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Producing and consuming inequality: a cultural sociology of the cultural industries

O’Brien, Dave, Allen, Kim, Friedman, Sam and Saha, Anamik (2017) Producing and consuming inequality: a cultural sociology of the cultural industries. Cultural Sociology, 11 (3). pp. 271-282. ISSN 1749-9755

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Identification Number: 10.1177/1749975517712465


Even when shocks in a firm's environment are predictable, their consequences are not. Using the relocation of the Dallas Cowboys Stadium as a rich case of such a disruption, we investigate how combinations of strategic interpretation and spatial distance influence incumbent business owners' decisions to pursue temporal adaptation as a response. Temporal adaptation (TA) comprises timing rather than content changes by the firm seeking to adjust to the reconfigured environment. Survey data from 168 business owners show that strategic interpretation directly influences TA decisions. However, the effect of strategic interpretation on the TA decision is moderated by the spatial (geographic) distance of the incumbent firm from the locus of the disruption. Furthermore, results suggest that through strategic interpretation, spatial distance also indirectly affects the business owners' decisions to make temporal changes. Data collected 1.5 and 4 years later suggest that TA responses are related to performance and may be indicative of a particular type of TA, organizational entrainment (OE), which concerns the synchronization of organizational activity cycles with cycles in the environment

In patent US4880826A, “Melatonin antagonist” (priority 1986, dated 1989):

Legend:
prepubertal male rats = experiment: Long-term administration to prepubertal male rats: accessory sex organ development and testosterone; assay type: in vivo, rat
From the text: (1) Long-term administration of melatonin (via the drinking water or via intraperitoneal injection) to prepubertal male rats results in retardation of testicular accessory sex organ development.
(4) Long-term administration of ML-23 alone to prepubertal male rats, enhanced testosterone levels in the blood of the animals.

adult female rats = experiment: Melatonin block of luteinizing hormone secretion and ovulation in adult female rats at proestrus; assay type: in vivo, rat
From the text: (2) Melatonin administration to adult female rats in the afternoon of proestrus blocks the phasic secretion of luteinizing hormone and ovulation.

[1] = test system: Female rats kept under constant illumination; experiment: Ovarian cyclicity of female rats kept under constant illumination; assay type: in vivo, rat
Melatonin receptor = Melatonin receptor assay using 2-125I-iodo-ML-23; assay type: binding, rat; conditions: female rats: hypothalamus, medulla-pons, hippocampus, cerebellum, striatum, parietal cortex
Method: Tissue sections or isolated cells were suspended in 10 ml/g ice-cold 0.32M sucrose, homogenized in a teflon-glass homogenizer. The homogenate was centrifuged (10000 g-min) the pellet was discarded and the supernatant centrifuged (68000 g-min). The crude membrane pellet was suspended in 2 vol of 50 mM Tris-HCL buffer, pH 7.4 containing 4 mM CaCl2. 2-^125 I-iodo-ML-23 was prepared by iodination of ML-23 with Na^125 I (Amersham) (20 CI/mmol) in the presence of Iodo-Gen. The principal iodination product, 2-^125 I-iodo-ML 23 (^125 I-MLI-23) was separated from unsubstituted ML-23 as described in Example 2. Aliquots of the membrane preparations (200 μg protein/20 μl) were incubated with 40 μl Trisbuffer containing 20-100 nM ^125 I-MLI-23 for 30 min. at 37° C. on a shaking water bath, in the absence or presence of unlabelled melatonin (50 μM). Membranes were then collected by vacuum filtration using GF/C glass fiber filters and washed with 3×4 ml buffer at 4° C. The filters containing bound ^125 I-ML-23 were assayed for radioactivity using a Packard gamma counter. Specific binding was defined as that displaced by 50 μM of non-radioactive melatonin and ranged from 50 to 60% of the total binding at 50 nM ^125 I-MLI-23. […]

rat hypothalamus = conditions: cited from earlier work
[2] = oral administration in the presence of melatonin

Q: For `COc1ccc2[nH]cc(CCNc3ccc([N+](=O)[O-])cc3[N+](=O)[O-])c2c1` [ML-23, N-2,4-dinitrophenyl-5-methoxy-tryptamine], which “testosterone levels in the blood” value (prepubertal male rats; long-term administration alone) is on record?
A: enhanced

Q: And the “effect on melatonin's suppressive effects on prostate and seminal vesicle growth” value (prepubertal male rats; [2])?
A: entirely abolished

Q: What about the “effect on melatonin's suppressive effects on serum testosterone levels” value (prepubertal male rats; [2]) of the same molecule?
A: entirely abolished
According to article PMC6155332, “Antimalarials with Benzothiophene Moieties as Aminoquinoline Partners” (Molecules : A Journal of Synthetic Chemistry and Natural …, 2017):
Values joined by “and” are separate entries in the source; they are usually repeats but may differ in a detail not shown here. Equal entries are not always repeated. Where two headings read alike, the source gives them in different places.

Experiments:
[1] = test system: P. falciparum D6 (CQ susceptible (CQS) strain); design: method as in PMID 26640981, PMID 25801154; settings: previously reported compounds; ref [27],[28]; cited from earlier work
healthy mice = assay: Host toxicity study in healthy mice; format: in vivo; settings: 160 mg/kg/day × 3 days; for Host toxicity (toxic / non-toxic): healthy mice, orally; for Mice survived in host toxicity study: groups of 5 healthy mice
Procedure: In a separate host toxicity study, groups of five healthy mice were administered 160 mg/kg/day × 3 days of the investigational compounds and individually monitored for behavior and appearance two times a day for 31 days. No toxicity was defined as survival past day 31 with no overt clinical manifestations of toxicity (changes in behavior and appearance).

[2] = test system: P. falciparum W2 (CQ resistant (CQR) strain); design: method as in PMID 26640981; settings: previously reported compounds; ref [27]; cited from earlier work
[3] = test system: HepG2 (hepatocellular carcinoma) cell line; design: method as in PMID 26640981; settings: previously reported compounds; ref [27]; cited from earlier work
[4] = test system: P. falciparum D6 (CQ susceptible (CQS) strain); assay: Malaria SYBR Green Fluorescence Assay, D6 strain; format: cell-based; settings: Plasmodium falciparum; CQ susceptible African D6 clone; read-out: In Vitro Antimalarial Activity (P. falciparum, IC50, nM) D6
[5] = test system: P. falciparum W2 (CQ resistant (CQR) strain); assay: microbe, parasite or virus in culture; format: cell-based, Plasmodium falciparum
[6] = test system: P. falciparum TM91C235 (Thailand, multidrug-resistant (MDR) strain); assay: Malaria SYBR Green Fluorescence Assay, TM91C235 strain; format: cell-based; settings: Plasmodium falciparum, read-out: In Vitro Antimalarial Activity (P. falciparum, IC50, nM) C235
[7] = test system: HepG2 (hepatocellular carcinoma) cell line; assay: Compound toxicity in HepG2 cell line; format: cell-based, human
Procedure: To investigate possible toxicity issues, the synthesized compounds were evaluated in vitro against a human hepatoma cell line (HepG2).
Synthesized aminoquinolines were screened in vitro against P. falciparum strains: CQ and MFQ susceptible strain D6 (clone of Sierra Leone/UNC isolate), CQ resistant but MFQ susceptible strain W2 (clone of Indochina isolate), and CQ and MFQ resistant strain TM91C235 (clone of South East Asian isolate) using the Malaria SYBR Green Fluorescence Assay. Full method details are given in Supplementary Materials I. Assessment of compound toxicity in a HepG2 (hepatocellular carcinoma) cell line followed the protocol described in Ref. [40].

Item Type: Article
Official URL:
Additional Information: © 2017 The Authors
Divisions: Sociology
Subjects: H Social Sciences > HN Social history and conditions. Social problems. Social reform
H Social Sciences > HT Communities. Classes. Races
Date Deposited: 15 Sep 2017 14:12
Last Modified: 04 Jul 2024 04:39

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